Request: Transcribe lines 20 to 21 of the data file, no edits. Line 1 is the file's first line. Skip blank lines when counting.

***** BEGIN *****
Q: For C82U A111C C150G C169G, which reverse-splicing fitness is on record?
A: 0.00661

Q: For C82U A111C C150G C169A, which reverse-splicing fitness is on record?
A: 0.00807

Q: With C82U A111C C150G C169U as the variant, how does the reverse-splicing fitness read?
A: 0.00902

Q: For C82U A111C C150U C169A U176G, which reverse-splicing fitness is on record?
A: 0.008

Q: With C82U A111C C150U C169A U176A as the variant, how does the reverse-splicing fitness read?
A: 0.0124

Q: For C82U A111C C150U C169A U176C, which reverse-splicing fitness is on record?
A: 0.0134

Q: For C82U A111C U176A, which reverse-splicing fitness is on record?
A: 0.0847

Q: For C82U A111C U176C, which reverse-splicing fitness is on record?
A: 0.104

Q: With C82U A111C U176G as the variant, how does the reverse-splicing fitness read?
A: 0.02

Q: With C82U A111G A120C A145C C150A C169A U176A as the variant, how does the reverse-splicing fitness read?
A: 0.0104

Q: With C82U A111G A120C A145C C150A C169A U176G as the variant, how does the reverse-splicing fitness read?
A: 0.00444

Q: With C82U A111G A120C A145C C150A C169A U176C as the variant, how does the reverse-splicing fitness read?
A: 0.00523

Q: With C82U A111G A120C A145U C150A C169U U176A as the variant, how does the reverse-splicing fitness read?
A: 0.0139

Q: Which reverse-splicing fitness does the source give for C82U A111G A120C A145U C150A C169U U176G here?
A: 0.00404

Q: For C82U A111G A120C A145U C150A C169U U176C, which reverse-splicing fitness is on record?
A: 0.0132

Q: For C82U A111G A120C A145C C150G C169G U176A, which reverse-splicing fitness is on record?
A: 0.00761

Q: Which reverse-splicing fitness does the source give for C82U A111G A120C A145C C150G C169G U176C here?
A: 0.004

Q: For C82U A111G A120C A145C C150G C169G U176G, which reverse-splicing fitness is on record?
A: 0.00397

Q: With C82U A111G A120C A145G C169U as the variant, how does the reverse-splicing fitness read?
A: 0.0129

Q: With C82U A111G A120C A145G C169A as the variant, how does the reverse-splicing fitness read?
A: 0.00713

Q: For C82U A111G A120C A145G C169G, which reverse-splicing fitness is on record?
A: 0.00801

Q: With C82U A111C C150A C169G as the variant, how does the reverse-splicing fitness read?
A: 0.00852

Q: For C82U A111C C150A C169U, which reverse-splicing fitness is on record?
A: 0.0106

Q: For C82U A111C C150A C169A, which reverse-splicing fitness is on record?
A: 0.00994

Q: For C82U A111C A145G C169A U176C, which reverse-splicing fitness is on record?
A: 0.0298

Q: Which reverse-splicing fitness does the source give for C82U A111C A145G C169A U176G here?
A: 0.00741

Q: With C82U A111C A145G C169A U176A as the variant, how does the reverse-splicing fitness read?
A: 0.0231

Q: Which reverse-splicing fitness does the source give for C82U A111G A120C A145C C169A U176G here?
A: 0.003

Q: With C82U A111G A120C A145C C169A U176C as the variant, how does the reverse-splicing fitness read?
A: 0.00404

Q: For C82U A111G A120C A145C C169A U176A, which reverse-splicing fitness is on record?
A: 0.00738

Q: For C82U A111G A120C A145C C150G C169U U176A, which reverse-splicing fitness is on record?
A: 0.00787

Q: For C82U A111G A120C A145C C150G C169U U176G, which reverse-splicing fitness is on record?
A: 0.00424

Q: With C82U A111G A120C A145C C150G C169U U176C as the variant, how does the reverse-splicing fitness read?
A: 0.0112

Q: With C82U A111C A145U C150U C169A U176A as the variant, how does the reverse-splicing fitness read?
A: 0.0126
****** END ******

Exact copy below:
A: 0.0104

Q: With C82U A111G A120C A145C C150A C169A U176G as the variant, how does the reverse-splicing fitness read?